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29.3 Introduction to GDB Commands

GDB contains a large repertoire of commands. See Debugging with GDB, for extensive documentation on the use of these commands, together with examples of their use. Furthermore, the command help invoked from within GDB activates a simple help facility which summarizes the available commands and their options. In this section we summarize a few of the most commonly used commands to give an idea of what GDB is about. You should create a simple program with debugging information and experiment with the use of these GDB commands on the program as you read through the following section.

set args arguments
The arguments list above is a list of arguments to be passed to the program on a subsequent run command, just as though the arguments had been entered on a normal invocation of the program. The set args command is not needed if the program does not require arguments.
The run command causes execution of the program to start from the beginning. If the program is already running, that is to say if you are currently positioned at a breakpoint, then a prompt will ask for confirmation that you want to abandon the current execution and restart.
breakpoint location
The breakpoint command sets a breakpoint, that is to say a point at which execution will halt and GDB will await further commands. location is either a line number within a file, given in the format file:linenumber, or it is the name of a subprogram. If you request that a breakpoint be set on a subprogram that is overloaded, a prompt will ask you to specify on which of those subprograms you want to breakpoint. You can also specify that all of them should be breakpointed. If the program is run and execution encounters the breakpoint, then the program stops and GDB signals that the breakpoint was encountered by printing the line of code before which the program is halted.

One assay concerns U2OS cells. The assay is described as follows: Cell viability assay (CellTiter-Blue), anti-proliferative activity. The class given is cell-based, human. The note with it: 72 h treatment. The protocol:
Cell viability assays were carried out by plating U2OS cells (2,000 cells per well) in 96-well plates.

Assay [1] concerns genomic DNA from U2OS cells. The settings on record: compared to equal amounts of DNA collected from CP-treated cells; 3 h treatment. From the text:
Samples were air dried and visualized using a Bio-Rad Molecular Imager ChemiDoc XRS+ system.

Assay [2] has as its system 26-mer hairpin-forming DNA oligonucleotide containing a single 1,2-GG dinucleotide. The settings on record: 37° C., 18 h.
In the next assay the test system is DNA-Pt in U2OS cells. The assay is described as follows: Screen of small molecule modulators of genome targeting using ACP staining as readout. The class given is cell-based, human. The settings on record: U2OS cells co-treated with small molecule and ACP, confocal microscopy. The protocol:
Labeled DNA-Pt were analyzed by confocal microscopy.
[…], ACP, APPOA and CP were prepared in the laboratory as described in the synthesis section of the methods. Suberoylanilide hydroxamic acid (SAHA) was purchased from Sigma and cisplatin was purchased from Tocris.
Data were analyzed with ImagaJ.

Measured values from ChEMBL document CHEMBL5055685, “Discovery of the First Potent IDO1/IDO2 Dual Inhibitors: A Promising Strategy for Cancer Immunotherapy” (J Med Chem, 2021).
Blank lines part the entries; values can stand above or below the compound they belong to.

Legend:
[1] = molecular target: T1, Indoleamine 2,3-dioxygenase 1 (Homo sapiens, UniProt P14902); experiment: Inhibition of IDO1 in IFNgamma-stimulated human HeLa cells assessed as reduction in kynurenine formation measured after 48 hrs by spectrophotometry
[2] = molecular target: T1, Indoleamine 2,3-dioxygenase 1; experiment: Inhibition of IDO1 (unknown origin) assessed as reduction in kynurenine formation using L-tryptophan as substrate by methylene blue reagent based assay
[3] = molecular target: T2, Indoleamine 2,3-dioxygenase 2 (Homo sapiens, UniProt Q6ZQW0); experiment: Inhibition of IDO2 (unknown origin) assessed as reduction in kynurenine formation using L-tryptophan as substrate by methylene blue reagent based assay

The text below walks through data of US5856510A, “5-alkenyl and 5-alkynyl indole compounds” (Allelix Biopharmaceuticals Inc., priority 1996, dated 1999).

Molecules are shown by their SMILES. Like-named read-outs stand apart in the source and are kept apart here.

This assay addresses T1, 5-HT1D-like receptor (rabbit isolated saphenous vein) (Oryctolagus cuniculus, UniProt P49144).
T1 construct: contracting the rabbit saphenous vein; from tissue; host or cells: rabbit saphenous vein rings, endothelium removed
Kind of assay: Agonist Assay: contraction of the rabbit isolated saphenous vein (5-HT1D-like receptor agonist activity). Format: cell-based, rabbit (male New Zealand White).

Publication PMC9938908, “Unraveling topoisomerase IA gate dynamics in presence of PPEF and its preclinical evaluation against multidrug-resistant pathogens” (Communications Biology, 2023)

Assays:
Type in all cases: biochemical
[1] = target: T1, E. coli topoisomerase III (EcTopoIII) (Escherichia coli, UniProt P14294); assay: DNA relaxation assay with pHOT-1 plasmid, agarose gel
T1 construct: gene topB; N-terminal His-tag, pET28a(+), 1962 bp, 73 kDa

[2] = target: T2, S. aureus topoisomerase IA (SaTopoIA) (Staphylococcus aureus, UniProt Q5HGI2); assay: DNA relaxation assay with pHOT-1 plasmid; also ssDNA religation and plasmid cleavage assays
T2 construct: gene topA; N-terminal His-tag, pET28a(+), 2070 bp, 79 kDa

catch exception name
This command causes the program execution to stop whenever exception name is raised. If name is omitted, then the execution is suspended when any exception is raised.
print expression
This will print the value of the given expression. Most simple Ada expression formats are properly handled by GDB, so the expression can contain function calls, variables, operators, and attribute references.
Continues execution following a breakpoint, until the next breakpoint or the termination of the program.
Executes a single line after a breakpoint. If the next statement is a subprogram call, execution continues into (the first statement of) the called subprogram.
Executes a single line. If this line is a subprogram call, executes and returns from the call.
Lists a few lines around the current source location. In practice, it is usually more convenient to have a separate edit window open with the relevant source file displayed. Successive applications of this command print subsequent lines. The command can be given an argument which is a line number, in which case it displays a few lines around the specified one.
Displays a backtrace of the call chain. This command is typically used after a breakpoint has occurred, to examine the sequence of calls that leads to the current breakpoint. The display includes one line for each activation record (frame) corresponding to an active subprogram.
At a breakpoint, GDB can display the values of variables local to the current frame. The command up can be used to examine the contents of other active frames, by moving the focus up the stack, that is to say from callee to caller, one frame at a time.
Moves the focus of GDB down from the frame currently being examined to the frame of its callee (the reverse of the previous command),
frame n
Inspect the frame with the given number. The value 0 denotes the frame of the current breakpoint, that is to say the top of the call stack.

The above list is a very short introduction to the commands that GDB provides. Important additional capabilities, including conditional breakpoints, the ability to execute command sequences on a breakpoint, the ability to debug at the machine instruction level and many other features are described in detail in Debugging with GDB. Note that most commands can be abbreviated (for example, c for continue, bt for backtrace).